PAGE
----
EQ-5D, EuroQol- 5 Dimension; SD, standard deviation.

Table 3.

Fit statistics of the latent profile analysis

Profiles AIC BIC aBIC LMR BLRT Entropy
2nd 4043.8 4107.2 4056.4 428.4*** 440.4*** 0.84
3rd 3618.7 3705.9 3636.1 425.1 437.1*** 1.00
4th 3276.3 3387.2 3298.4 347.1* 354.3* 0.98
5th1 3183.2 3315.9 3110.1 102.9* 105.1*** 0.95
6th 3157.6 3316.1 3189.1 36.9 37.6*** 0.94
7th Did not converge

AIC, Akaike information criterion; BIC, Bayesian information criterion; aBIC, sample size adjusted Bayesian information criterion; LMR, Lo-Mendell-Rubin; BLRT, bootstrap likelihood ratio test.


Final model.





Table 4.

Latent profile membership of EQ-5D in people who inject drugs (n=398)

Variables Profile 1 (medium multiple problems without pain) Profile 2 (medium multiple problems) Profile 3 (high multiple problems with medium pain) Profile 4 (high multiple problems) Profile 5 (low multiple problems with high pain) Chi-square or F-statistics1 Group differences
Total 41 (10.6) 44 (11.3) 97 (25.0) 64 (16.5) 142 (36.6)
Age (y) 36.6±9.0 33.3±8.3 37.7±10.8 38.2±13.7 29.2±10.3 12.8*** 1,3,4>5
Education 34.5***
 Illiterate 4 (9.8) 1 (2.3) 6 (6.2) 18 (28.1) 13 (9.2) 23.0*** 4,5>1,2,3
 Primary 5 (12.2) 8 (18.2) 29 (29.9) 16 (25.0) 28 (19.7) 5.4* 3,5>1,2,4
 High school 32 (78.1) 35 (79.6) 62 (63.9) 30 (46.9) 101 (71.1) 6.1** 3,5>1,2,4
Marital status 53.1***
 Single 17 (41.5) 14 (31.8) 18 (18.6) 7 (11.1) 5 (3.5) 39.2*** 1,2,3>4,5
 Married 1 wife 13 (31.7) 16 (36.4) 32 (33.0) 20 (31.7) 71 (50.0) 6.7* 5>1,2,3,4
 ≥2 wives 11 (26.8) 14 (31.8) 47 (48.4) 36 (57.1) 66 (46.5) 7.1* 1,2<3,4,5
Prison (or detention) in the past 10 y (more than a week) 13.1*
 Yes 15 (36.6) 19 (43.2) 41 (42.7) 43 (67.2) 68 (47.9) 1,2<3,4,5; 3,4<5
 No 26 (63.4) 25 (56.8) 55 (57.3) 21 (32.8) 74 (52.1) 1,2,4<3,5
The last time of drug injection (mo) 129.5***
<1 9 (21.9) 10 (22.7) 40 (41.7) 43 (67.2) 128 (90.1) 47.9*** 1,2<3,4,5; 3,4<5
1-6 17 (41.5) 18 (40.9) 40 (41.7) 13 (20.3) 14 (9.9) 31.2*** 1,2,4,5<3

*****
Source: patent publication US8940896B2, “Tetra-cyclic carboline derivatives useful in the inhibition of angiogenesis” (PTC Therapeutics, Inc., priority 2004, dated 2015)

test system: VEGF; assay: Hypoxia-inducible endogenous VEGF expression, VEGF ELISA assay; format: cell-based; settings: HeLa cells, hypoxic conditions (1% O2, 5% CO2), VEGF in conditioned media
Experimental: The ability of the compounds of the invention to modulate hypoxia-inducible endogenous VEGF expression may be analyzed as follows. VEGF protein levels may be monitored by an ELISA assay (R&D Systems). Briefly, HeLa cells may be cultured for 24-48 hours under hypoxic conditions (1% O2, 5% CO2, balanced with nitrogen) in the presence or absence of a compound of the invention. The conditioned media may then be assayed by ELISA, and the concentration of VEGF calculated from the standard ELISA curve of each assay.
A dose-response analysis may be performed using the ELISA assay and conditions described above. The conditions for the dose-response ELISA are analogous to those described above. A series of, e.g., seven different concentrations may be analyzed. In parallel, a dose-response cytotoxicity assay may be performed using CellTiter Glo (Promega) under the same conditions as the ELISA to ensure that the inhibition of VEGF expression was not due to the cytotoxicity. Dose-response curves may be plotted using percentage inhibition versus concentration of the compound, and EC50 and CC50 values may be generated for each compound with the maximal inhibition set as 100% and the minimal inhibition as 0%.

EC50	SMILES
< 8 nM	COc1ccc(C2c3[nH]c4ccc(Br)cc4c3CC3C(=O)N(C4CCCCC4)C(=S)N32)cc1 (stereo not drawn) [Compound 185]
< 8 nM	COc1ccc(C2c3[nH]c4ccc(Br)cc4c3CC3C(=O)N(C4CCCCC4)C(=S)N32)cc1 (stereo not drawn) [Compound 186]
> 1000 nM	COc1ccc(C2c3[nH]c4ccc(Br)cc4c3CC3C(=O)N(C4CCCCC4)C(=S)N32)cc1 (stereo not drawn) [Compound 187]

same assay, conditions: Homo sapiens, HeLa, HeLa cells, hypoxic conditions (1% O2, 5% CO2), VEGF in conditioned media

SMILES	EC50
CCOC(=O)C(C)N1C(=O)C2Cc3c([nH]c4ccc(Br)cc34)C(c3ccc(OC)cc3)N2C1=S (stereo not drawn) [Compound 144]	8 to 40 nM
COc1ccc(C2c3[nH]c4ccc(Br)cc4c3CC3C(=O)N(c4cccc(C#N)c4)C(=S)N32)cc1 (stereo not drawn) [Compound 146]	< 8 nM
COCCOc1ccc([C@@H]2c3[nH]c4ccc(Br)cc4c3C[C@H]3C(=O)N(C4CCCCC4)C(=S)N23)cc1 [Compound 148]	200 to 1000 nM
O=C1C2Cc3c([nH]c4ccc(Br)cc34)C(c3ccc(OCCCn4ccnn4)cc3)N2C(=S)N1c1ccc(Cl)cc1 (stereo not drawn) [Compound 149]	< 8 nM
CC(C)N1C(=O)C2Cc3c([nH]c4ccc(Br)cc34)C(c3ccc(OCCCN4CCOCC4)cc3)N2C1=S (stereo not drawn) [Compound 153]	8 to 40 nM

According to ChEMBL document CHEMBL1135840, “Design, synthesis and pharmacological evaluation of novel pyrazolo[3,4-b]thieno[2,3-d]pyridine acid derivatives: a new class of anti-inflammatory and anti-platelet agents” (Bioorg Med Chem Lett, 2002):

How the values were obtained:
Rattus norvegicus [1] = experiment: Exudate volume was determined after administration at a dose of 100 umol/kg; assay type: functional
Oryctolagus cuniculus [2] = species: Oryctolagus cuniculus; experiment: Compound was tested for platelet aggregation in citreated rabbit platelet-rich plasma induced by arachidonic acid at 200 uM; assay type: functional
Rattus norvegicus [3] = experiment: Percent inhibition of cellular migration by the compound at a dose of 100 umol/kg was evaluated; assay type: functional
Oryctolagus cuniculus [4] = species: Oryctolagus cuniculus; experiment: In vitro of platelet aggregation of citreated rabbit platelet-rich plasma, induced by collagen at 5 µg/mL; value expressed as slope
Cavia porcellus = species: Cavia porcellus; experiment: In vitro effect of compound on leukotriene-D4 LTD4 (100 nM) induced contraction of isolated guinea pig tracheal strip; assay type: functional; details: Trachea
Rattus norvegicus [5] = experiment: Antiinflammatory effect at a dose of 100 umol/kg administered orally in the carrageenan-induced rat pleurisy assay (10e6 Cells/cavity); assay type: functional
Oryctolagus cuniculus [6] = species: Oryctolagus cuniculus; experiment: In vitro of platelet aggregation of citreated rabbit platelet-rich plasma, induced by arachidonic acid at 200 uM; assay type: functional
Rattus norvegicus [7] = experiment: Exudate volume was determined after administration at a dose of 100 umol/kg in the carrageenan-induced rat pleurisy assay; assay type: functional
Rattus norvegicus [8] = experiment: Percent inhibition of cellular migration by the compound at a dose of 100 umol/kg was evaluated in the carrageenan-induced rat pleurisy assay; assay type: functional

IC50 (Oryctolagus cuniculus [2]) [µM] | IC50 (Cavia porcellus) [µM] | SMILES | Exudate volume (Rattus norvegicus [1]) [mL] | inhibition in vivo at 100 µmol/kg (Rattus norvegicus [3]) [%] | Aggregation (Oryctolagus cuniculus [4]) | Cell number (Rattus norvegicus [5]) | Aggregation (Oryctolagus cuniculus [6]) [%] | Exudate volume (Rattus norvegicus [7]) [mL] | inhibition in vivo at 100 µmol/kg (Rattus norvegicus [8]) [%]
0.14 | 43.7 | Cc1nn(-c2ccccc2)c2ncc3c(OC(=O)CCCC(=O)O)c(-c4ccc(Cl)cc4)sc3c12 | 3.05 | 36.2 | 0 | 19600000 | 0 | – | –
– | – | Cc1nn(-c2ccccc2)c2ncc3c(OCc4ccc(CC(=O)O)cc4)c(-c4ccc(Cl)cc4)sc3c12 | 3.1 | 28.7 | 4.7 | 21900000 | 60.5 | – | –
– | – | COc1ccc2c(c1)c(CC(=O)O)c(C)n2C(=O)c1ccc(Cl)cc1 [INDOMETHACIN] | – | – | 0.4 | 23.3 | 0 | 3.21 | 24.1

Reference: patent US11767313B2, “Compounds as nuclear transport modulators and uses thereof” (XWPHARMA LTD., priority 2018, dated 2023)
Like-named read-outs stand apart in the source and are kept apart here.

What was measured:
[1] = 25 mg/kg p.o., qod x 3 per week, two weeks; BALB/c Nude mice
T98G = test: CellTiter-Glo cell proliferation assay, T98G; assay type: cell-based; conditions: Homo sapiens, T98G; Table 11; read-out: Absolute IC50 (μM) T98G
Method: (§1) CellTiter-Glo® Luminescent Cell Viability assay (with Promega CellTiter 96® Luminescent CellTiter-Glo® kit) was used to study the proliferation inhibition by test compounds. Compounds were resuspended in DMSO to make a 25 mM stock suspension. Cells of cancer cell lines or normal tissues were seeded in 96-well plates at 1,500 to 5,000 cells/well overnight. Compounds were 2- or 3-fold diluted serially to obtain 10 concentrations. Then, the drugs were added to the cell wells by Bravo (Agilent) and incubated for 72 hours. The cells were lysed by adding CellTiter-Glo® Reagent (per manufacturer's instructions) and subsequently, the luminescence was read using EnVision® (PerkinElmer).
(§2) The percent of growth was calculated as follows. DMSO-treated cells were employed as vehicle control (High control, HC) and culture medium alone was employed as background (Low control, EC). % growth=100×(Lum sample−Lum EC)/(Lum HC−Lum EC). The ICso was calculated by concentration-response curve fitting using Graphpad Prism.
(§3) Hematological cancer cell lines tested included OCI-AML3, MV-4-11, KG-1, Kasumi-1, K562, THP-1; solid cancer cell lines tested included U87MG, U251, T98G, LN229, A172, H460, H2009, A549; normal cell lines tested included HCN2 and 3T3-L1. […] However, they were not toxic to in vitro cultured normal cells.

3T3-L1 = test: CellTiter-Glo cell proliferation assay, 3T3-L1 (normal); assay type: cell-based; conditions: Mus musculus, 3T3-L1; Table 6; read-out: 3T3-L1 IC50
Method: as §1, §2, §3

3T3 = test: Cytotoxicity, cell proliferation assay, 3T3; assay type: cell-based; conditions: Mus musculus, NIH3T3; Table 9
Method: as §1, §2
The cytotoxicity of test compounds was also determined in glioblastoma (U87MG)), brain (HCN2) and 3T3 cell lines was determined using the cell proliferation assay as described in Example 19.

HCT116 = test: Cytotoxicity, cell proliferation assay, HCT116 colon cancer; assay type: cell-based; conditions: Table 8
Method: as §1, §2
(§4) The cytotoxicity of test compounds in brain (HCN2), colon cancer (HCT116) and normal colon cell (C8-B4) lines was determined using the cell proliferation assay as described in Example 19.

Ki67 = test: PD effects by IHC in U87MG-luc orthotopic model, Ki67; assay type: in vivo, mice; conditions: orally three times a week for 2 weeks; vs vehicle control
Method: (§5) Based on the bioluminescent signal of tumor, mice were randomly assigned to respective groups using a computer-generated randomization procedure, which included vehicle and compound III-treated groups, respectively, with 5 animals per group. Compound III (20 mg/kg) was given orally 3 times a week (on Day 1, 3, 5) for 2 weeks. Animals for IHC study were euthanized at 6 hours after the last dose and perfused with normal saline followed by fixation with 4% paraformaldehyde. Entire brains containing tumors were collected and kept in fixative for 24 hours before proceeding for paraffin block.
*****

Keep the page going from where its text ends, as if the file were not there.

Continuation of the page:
>6 15 (36.6) 16 (36.4) 16 (16.7) 8 (12.5) 0 (0.0) 50.4*** 5,4<1,2,3; 5<4
The no. of sexual partners in the last 6 mo 48.8***
 1 30 (75.0) 32 (74.4) 66 (68.7) 32 (50.8) 46 (32.6) 22.6*** 1,2,4<3,5
 ≥2 10 (25.0) 11 (25.6) 30 (31.2) 31 (49.2) 95 (67.4) 26.3*** 1,2<3,4,5;
Age at first drug consumption 17.3±1.3 17.0±1.8 18.0±1.9 18.6±1.8 18.2±2.1 5.6*** 1<4; 2<4,5
Age in first drug injection 25.3±5.3 23.3±4.2 23.2±3.4 23.3±4.3 20.0±2.9 18.7*** 5<1,2,3,4
High risk injection 109.7***
 Yes 4 (9.8) 6 (14.6) 8 (8.8) 12 (22.2) 79 (68.1) 74.9*** 1,2,3,4<5
 No 37 (90.2) 35 (85.4) 83 (91.2) 42 (77.8) 37 (31.9) 34.9** 1,2,4,5<3
Age at first sexual intercourse 19.6±2.1 18.8±1.8 18.7±1.3 19.1±1.5 18.1±1.5 7.7*** 3,5<1; 5<4
The no. of instances of sexual intercourse with partners in the last month 50.1***
≤2 32 (91.4) 29 (74.4) 81 (94.2) 44 (77.2) 62 (53.4) 12.8** 3,5>1,2,4
>2 3 (8.6) 10 (25.6) 5 (5.8) 13 (22.8) 54 (46.5) 37.3*** 5>1,2,3,4
Man-who-has-sex-with-men status 4.7
 Yes 4 (10.3) 4 (9.8) 14 (15.4) 5 (8.9) 22 (19.1) NS
 No 35 (89.7) 37 (90.2) 77 (84.6) 51 (91.1) 93 (80.9) NS
Risk perception of HIV 97.8***
 Yes 10 (24.4) 10 (25.0) 19 (20.21) 24 (42.11) 94 (81.03) 53.7*** 5>1,2,3,4
 No 31 (75.6) 30 (75.0) 75 (79.79) 33 (57.89) 22 (18.97) 44.1*** 3>1,2,4,5
Self-rated health 46.1±10.6 47.6±6.9 41.4±10.2 38.1±11.8 42.9±7.4 8.8*** 1,2>4; 5>4; 2>3

Values are presented as number (%) or mean±standard deviation.

EQ-5D, EuroQol-5 Dimension; HIV, human immunodeficiency virus; NS, not significant.


One-way analysis of variance was conducted for continuous variables and the chi-square test was used for categorical variables.